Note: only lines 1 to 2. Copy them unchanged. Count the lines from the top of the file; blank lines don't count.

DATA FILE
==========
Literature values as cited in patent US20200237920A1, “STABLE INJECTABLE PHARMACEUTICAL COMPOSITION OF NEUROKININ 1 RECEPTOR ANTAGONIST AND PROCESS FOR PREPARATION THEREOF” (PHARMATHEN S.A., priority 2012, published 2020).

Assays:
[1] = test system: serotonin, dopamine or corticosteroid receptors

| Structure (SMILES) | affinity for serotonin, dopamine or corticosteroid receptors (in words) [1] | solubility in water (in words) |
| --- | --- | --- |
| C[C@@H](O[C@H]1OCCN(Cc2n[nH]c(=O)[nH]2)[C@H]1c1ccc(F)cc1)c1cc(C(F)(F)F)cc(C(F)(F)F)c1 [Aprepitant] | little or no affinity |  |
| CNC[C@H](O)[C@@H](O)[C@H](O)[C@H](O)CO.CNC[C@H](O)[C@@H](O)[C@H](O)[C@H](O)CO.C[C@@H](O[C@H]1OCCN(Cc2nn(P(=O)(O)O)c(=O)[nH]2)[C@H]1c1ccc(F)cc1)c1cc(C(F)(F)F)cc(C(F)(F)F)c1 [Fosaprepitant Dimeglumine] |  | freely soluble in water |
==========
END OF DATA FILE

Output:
Literature values as cited in patent US20200237920A1, “STABLE INJECTABLE PHARMACEUTICAL COMPOSITION OF NEUROKININ 1 RECEPTOR ANTAGONIST AND PROCESS FOR PREPARATION THEREOF” (PHARMATHEN S.A., priority 2012, published 2020).

Assays: